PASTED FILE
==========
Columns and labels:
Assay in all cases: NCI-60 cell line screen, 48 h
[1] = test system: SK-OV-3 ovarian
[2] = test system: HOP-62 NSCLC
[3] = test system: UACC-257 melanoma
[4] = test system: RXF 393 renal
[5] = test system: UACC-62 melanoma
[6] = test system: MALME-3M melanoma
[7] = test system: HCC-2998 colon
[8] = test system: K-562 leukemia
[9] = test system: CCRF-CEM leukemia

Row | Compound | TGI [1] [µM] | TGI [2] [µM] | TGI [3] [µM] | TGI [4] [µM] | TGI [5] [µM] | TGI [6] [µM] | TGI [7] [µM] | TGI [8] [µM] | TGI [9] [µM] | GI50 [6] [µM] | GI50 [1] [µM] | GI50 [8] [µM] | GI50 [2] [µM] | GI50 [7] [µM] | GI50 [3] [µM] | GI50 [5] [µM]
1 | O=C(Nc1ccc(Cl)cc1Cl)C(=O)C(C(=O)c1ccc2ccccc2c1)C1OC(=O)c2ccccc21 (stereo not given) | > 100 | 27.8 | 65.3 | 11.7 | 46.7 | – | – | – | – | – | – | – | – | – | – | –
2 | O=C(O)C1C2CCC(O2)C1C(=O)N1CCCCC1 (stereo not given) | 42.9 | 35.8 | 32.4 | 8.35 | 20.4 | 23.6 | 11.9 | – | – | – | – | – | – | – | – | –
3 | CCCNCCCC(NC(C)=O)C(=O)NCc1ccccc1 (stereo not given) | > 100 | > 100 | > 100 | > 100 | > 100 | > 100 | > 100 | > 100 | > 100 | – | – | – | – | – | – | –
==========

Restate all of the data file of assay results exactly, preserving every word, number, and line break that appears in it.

Columns and labels:
Assay in all cases: NCI-60 cell line screen, 48 h
[1] = test system: SK-OV-3 ovarian
[2] = test system: HOP-62 NSCLC
[3] = test system: UACC-257 melanoma
[4] = test system: RXF 393 renal
[5] = test system: UACC-62 melanoma
[6] = test system: MALME-3M melanoma
[7] = test system: HCC-2998 colon
[8] = test system: K-562 leukemia
[9] = test system: CCRF-CEM leukemia

Row | Compound | TGI [1] [µM] | TGI [2] [µM] | TGI [3] [µM] | TGI [4] [µM] | TGI [5] [µM] | TGI [6] [µM] | TGI [7] [µM] | TGI [8] [µM] | TGI [9] [µM] | GI50 [6] [µM] | GI50 [1] [µM] | GI50 [8] [µM] | GI50 [2] [µM] | GI50 [7] [µM] | GI50 [3] [µM] | GI50 [5] [µM]
1 | O=C(Nc1ccc(Cl)cc1Cl)C(=O)C(C(=O)c1ccc2ccccc2c1)C1OC(=O)c2ccccc21 (stereo not given) | > 100 | 27.8 | 65.3 | 11.7 | 46.7 | – | – | – | – | – | – | – | – | – | – | –
2 | O=C(O)C1C2CCC(O2)C1C(=O)N1CCCCC1 (stereo not given) | 42.9 | 35.8 | 32.4 | 8.35 | 20.4 | 23.6 | 11.9 | – | – | – | – | – | – | – | – | –
3 | CCCNCCCC(NC(C)=O)C(=O)NCc1ccccc1 (stereo not given) | > 100 | > 100 | > 100 | > 100 | > 100 | > 100 | > 100 | > 100 | > 100 | – | – | – | – | – | – | –